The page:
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Proceedings Paper

Comparison of indoor and vehicle-borne thermography
Author(s): Sven-Ake Ljungberg; Mats D. Lyberg
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Paper Abstract

One of the tools traditionally used in assessments of the thermal status of buildings is the application of JR-techniques. This application has to a large extent been restricted to indoor inspections of attics, external walls and basements, or to roof inspections by means of aerial thermography, or to detection of air leaks by pressurisation of the building. These applications have, in general, been very successful. In this paper is presented an evaluation of a staged process where major building envelope anomalies have been detected by outdoor thermography, classified using indoor thermography, moisture meters and fiber optics techniques, and evaluated with regard to their impact on energy consumption and envelope performance. In the evaluation of this process, inspections of external walls using indoor thermography and vehicleborne outdoor thermography have been compared to one another regarding factors such as the number of suspected thermal anomalies detected, the accuracy in predicting real damages, the time required for the operation and the image analysis, factors limiting operational efficiency, and the ease of the operation. Also, the measured external surface temperatures have been compared to those predicted by an analytical calculation. It is concluded that vehicle-borne JR-inspections may provide a quick way of detecting building thermal anomalies. The prediction accuracy relative to indoor inspections to some extent depends on the building design. However, most major damages detected by indoor thermography can, under suitable operating conditions, be detected also from the outside. Thus, a process combining outdoor thermography to detect building anomalies and indoor thermography to survey selected details, in a cost-efficient way gives a rather complete picture of building damages and building thermal status. To make an efficient use of the thermographic data collected, the information should be stored in a data base containing also other data on the building, for example, data on building function,design and operation. The whole process of gathering data by IR-techniques should be integrated into already existing schemes for building management, operation and maintenance.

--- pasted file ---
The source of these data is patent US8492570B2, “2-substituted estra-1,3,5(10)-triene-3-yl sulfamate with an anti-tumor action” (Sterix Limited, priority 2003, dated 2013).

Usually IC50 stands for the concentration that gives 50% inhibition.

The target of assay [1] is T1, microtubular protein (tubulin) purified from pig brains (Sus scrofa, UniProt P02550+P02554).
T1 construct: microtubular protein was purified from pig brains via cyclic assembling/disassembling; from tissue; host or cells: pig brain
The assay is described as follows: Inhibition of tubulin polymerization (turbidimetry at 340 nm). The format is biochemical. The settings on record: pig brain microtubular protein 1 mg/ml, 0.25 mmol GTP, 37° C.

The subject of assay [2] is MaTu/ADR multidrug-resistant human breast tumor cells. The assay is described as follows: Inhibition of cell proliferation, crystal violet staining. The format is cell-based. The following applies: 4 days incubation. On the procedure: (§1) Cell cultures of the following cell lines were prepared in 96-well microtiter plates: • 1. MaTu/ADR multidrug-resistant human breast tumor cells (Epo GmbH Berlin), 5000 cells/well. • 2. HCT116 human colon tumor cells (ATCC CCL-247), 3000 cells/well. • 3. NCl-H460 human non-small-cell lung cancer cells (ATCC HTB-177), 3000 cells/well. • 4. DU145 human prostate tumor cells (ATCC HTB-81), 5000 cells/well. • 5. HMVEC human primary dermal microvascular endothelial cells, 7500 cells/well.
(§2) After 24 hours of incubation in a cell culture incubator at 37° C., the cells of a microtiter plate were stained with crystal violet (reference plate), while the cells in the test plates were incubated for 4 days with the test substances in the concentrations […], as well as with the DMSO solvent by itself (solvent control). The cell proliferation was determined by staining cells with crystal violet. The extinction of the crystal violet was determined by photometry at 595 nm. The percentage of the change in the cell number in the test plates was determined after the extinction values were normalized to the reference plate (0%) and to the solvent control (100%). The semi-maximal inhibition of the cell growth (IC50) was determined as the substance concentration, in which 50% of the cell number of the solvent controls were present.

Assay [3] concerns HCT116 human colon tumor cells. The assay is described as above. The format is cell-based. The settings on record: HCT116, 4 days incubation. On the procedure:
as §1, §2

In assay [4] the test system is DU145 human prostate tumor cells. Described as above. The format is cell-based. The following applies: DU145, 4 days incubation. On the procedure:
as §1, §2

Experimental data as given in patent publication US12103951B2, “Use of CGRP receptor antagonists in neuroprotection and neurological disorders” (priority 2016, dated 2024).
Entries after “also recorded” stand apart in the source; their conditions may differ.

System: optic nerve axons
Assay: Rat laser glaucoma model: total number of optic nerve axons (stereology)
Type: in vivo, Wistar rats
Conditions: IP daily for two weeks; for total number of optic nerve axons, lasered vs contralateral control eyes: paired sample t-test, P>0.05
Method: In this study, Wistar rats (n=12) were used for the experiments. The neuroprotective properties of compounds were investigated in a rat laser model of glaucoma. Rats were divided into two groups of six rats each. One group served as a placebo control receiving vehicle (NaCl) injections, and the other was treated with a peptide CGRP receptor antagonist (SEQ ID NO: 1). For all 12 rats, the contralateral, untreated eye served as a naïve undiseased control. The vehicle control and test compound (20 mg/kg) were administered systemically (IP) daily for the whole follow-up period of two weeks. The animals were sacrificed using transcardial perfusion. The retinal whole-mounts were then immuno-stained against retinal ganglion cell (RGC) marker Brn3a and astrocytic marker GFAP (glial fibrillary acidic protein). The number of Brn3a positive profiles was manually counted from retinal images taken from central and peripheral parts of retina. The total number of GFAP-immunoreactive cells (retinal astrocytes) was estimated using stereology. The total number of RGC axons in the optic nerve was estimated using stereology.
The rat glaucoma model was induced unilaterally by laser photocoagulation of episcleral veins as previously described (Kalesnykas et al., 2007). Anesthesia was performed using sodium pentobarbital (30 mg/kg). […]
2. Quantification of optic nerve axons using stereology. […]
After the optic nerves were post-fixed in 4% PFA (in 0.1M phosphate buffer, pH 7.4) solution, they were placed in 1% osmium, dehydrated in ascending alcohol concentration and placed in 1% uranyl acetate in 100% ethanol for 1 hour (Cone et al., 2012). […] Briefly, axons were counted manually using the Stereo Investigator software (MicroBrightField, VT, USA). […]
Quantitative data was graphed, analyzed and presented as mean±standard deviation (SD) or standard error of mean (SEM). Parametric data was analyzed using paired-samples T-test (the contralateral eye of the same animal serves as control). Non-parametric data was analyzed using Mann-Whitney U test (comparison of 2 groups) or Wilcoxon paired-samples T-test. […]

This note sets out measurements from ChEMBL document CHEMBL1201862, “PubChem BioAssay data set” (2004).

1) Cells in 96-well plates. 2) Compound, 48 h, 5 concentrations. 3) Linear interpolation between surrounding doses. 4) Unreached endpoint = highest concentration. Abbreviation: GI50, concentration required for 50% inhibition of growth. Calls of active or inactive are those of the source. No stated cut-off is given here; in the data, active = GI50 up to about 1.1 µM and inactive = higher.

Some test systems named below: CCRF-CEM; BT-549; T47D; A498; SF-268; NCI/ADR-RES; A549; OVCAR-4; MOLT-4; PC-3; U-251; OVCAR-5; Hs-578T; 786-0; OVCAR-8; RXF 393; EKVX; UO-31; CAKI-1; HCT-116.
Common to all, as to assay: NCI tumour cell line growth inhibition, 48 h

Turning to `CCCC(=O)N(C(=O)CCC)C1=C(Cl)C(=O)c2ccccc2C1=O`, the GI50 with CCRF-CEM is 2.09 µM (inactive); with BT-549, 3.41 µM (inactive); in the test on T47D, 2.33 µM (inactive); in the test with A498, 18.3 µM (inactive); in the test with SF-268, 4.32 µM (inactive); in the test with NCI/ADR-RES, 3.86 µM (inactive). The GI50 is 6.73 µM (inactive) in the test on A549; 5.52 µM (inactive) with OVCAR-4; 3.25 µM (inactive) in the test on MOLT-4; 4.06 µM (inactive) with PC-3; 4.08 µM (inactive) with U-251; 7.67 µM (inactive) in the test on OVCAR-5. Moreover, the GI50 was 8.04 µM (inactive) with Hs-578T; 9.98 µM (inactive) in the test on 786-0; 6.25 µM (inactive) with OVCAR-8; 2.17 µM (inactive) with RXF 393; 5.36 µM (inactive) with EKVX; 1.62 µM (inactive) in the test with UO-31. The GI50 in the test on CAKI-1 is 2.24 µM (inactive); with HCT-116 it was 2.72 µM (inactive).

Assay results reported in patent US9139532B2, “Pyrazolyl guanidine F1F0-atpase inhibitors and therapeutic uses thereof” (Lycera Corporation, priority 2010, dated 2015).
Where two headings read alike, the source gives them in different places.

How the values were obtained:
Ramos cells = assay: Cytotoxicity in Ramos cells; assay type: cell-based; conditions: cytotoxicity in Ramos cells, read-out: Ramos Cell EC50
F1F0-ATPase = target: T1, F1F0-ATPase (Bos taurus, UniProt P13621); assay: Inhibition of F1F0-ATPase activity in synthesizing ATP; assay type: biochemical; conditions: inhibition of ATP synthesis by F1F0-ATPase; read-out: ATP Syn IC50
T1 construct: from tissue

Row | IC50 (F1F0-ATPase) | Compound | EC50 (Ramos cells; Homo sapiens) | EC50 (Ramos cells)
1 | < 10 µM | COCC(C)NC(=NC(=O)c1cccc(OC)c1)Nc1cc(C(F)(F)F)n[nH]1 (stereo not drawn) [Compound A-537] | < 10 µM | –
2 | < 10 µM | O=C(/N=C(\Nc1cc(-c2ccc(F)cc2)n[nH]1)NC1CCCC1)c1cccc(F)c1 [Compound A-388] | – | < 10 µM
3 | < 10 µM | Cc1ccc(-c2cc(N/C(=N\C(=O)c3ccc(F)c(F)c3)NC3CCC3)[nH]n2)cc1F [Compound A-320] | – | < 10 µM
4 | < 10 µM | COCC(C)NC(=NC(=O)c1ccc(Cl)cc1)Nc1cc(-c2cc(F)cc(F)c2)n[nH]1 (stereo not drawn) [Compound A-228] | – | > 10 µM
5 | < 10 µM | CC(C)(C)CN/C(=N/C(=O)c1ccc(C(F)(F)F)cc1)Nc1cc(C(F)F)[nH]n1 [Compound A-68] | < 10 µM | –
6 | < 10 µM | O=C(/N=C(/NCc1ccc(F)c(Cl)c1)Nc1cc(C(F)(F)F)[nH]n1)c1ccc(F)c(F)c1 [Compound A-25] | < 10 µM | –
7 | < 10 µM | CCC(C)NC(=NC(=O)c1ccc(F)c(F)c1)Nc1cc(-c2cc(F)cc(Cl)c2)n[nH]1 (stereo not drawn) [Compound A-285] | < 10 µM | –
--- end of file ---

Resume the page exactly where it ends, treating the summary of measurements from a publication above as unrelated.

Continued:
Paper Details

Date Published: 1 March 1990
PDF: 8 pages
Proc. SPIE 1313, Thermosense XII: An International Conference on Thermal Sensing and Imaging Diagnostic Applications, (1 March 1990); doi: 10.1117/12.21917
Show Author Affiliations
Sven-Ake Ljungberg, Swedish Institute for Building (Sweden)
Mats D. Lyberg, Swedish Institute for Building (Sweden)

Published in SPIE Proceedings Vol. 1313:
Thermosense XII: An International Conference on Thermal Sensing and Imaging Diagnostic Applications
Sharon A. Semanovich, Editor(s)

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